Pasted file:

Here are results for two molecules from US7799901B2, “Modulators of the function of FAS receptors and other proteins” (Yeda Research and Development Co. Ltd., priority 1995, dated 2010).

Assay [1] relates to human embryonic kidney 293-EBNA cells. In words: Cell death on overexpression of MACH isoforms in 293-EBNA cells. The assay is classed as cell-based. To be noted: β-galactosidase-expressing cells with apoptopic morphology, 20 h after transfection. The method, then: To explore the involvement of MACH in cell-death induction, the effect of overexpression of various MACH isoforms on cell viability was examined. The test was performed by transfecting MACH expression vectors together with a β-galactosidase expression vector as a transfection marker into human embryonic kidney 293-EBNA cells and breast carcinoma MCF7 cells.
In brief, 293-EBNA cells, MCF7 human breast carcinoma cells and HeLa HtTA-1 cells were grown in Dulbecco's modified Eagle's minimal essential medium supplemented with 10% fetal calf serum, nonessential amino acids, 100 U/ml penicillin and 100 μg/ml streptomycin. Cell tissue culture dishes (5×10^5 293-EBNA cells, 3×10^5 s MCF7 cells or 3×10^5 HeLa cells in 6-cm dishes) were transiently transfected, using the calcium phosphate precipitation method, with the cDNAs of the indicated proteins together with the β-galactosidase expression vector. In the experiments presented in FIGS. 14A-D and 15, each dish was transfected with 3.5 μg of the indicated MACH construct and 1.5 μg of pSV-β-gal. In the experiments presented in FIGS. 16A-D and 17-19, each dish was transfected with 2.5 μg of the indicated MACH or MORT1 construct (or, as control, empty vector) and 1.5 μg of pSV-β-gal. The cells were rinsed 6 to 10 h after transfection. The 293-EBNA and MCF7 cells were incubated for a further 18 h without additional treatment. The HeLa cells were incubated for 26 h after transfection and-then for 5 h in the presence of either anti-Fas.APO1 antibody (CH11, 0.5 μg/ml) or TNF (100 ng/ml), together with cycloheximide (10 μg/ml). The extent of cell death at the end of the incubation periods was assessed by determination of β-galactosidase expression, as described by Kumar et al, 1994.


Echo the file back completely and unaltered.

Here are results for two molecules from US7799901B2, “Modulators of the function of FAS receptors and other proteins” (Yeda Research and Development Co. Ltd., priority 1995, dated 2010).

Assay [1] relates to human embryonic kidney 293-EBNA cells. In words: Cell death on overexpression of MACH isoforms in 293-EBNA cells. The assay is classed as cell-based. To be noted: β-galactosidase-expressing cells with apoptopic morphology, 20 h after transfection. The method, then: To explore the involvement of MACH in cell-death induction, the effect of overexpression of various MACH isoforms on cell viability was examined. The test was performed by transfecting MACH expression vectors together with a β-galactosidase expression vector as a transfection marker into human embryonic kidney 293-EBNA cells and breast carcinoma MCF7 cells.
In brief, 293-EBNA cells, MCF7 human breast carcinoma cells and HeLa HtTA-1 cells were grown in Dulbecco's modified Eagle's minimal essential medium supplemented with 10% fetal calf serum, nonessential amino acids, 100 U/ml penicillin and 100 μg/ml streptomycin. Cell tissue culture dishes (5×10^5 293-EBNA cells, 3×10^5 s MCF7 cells or 3×10^5 HeLa cells in 6-cm dishes) were transiently transfected, using the calcium phosphate precipitation method, with the cDNAs of the indicated proteins together with the β-galactosidase expression vector. In the experiments presented in FIGS. 14A-D and 15, each dish was transfected with 3.5 μg of the indicated MACH construct and 1.5 μg of pSV-β-gal. In the experiments presented in FIGS. 16A-D and 17-19, each dish was transfected with 2.5 μg of the indicated MACH or MORT1 construct (or, as control, empty vector) and 1.5 μg of pSV-β-gal. The cells were rinsed 6 to 10 h after transfection. The 293-EBNA and MCF7 cells were incubated for a further 18 h without additional treatment. The HeLa cells were incubated for 26 h after transfection and-then for 5 h in the presence of either anti-Fas.APO1 antibody (CH11, 0.5 μg/ml) or TNF (100 ng/ml), together with cycloheximide (10 μg/ml). The extent of cell death at the end of the incubation periods was assessed by determination of β-galactosidase expression, as described by Kumar et al, 1994.